Based on the classic fairy tale Beauty and the Beast, Cruel Beauty is a dazzling love story about our deepest desires and their power to change our destiny.
Since birth, Nyx has been betrothed to the evil ruler of her kingdom-all because of a foolish bargain struck by her father. And since birth, she has been in training to kill him.
With no choice but to fulfill her duty, Nyx resents her family for never trying to save her and hates herself for wanting to escape her fate. Still, on her seventeenth birthday, Nyx abandons everything she’s ever known to marry the all-powerful, immortal Ignifex. Her plan? Seduce him, destroy his enchanted castle, and break the nine-hundred-year-old curse he put on her people.
But Ignifex is not at all what Nyx expected. The strangely charming lord beguiles her, and his castle-a shifting maze of magical rooms-enthralls her.
As Nyx searches for a way to free her homeland by uncovering Ignifex’s secrets, she finds herself unwillingly drawn to him. Even if she could bring herself to love her sworn enemy, how can she refuse her duty to kill him? With time running out, Nyx must decide what is more important: the future of her kingdom, or the man she was never supposed to love.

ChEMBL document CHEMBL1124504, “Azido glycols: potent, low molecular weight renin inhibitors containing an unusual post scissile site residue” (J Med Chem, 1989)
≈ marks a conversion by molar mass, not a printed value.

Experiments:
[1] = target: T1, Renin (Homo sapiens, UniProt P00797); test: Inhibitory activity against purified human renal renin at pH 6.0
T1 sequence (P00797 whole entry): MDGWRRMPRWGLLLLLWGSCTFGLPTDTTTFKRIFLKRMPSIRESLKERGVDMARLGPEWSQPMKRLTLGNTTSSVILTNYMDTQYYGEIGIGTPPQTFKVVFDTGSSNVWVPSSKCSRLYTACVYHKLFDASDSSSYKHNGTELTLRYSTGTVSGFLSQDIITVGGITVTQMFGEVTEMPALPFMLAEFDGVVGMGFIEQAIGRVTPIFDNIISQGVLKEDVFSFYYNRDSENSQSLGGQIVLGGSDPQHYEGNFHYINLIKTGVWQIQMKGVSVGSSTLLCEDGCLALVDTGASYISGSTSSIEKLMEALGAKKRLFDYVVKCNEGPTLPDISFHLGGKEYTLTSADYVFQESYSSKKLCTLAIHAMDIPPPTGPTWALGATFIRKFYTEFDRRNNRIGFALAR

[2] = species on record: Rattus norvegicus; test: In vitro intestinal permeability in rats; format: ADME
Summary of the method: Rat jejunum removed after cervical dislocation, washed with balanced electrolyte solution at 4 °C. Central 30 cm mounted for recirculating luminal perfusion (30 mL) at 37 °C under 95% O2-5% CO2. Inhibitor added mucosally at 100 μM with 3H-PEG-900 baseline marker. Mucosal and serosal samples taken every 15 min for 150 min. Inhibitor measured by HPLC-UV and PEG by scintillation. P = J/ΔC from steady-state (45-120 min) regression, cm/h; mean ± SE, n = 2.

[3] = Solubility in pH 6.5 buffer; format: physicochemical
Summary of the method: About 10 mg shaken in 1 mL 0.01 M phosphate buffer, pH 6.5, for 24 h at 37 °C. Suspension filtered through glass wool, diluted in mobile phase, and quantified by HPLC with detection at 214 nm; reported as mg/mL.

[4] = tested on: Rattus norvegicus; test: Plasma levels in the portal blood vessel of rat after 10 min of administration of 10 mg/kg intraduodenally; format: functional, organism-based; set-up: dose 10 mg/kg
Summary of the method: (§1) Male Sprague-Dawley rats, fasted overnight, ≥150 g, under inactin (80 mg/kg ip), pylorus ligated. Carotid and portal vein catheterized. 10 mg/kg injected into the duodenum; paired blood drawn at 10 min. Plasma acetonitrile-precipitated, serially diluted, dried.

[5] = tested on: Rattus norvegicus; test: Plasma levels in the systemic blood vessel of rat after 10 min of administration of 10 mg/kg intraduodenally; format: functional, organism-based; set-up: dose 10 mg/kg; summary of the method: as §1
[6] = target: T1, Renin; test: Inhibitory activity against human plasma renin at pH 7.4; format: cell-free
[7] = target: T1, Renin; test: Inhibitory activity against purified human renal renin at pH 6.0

Cruel Beauty, along with having a absolutely phenomenal cover, is a mixed bag of many things. Start with Beauty and the Beast, throw in some Rumplestiltskin, some Greek mythology, and alternate world, and you’ve got this book.
When I read the pitch for this book, a twist on a Beauty and the Beast where Beauty is an assassin? Umm…yes please. This, however, isn’t really what I got.
The concept behind this book is awesome, but overall, I came out of the book wanting more than what I got. The pacing of the book, while great, left me little time to connect to and bond with the characters. I felt like I missed a lot of the relationship development, and so what might have been a stunning emotional payoff in the end, was just okay. Usually I’m all for fast pacing in books, but in this one, I just wanted things to slow down, take a little more time, linger here and there.
One of the other things that struck me was simply how much was packed into this book. As you can see in the things I listed above, this book has a lot going on. Tons of separate elements. Because of that, in my opinion, some things just got a little lost.
Don’t get me wrong, this is a good book, and given the task at hand it is well executed. However, after I put the book down I was left wishing somethings had been more deeply explored, and that the lens had been just a narrowed. Regardless, I think that Ms. Hodge is a very good writer, and I look forward to seeing more from her in the future.